Angela Merkel's coalition partners are lining up to demand a Greek exit from the euro, mounting pressure on the German chancellor and fanning market fears that Greece could shortly leave the single currency bloc.
Patrick Döring, general-secretary of Angela Merkel's junior coalition partners the Free Democrats (FDP), told the regional Passauer Neue Presse newspaper that Greece could recover and regain competitiveness more quickly outside the eurozone.
"If Greece was no longer a part of the eurozone it could create trust on markets", he said in remarks published Tuesday (24 July).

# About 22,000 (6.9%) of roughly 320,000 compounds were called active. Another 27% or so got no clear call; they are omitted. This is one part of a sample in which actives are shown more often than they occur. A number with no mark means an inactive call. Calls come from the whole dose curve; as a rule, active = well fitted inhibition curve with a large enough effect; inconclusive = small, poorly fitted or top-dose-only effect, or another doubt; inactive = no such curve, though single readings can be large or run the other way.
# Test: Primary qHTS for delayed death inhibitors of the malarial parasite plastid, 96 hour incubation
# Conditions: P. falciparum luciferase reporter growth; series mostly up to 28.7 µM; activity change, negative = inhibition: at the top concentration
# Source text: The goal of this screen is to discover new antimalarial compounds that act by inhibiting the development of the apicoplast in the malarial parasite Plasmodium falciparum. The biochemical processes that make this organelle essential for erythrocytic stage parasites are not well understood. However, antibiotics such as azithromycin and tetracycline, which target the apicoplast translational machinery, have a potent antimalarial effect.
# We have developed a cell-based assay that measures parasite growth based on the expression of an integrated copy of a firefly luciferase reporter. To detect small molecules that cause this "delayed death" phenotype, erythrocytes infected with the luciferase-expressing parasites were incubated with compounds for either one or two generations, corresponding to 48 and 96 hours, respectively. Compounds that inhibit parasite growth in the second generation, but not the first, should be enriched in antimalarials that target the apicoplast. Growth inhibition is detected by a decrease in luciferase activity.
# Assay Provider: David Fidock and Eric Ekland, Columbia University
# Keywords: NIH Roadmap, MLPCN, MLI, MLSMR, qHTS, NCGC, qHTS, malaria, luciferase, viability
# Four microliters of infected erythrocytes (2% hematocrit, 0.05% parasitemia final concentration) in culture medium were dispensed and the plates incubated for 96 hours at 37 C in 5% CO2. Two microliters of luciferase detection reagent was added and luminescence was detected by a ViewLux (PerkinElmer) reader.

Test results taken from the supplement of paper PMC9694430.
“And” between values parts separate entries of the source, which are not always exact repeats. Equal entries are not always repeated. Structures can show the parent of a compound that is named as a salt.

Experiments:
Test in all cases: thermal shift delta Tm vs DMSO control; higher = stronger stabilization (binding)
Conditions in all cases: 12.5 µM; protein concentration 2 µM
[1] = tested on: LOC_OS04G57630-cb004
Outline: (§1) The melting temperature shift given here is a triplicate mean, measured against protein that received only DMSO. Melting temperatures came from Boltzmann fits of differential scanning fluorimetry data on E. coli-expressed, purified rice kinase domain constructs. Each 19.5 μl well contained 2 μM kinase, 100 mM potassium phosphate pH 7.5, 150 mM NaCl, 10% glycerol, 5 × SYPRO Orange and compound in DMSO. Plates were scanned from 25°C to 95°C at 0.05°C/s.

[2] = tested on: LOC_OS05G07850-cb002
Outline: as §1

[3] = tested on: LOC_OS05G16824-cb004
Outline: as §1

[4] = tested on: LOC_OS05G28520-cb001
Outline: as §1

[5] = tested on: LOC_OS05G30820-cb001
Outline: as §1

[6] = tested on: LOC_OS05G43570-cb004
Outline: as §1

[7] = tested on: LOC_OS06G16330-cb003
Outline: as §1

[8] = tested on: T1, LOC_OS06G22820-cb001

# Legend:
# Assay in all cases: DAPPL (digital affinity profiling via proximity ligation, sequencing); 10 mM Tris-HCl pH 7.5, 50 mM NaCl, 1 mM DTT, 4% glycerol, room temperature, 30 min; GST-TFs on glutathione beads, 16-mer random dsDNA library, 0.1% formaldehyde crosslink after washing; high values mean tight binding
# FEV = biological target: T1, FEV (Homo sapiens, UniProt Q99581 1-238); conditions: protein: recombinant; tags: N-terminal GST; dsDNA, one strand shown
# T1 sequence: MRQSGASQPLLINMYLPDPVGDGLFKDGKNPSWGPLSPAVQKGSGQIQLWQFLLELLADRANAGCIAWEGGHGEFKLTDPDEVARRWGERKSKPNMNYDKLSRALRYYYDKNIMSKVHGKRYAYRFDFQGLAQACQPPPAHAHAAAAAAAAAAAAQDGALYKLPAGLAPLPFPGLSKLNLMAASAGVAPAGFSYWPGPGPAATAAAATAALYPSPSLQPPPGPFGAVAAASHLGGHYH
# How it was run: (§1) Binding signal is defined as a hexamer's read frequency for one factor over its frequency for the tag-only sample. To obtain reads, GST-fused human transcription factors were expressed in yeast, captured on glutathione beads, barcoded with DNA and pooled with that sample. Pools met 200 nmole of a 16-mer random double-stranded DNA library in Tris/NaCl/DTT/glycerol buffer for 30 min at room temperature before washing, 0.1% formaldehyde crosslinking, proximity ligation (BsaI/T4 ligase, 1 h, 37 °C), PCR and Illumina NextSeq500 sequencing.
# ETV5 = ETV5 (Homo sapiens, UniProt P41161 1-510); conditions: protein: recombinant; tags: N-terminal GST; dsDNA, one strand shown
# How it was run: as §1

He is the latest of a number of top-ranking members of the two smaller parties in Merkel's coalition to call for an exit for the benefit of Greece and to prevent contagion, mindful of the rising cost to Germany of bailing out weaker eurozone states.
Rating agency Moody's acknowledged that burden on Monday, dropping its outlook on German debt from stable to negative.
FDP leader Philipp Rösler, who is also Germany's vice chancellor and economy minister, told television over the weekend a Greek exit was no longer a taboo for experts, or his party. "It has lost its fear factor," he said.
He told broadcaster ARD that he was more than skeptical on whether Greece could meet the terms of its aid package. Faced with insolvency Greeks would decide themselves to leave the single currency, he said. Merkel has herself said that asking Greece to exit the eurozone would be “catastrophic” and a “huge political mistake”, calling on leaders to support the country as it implements austerity measures.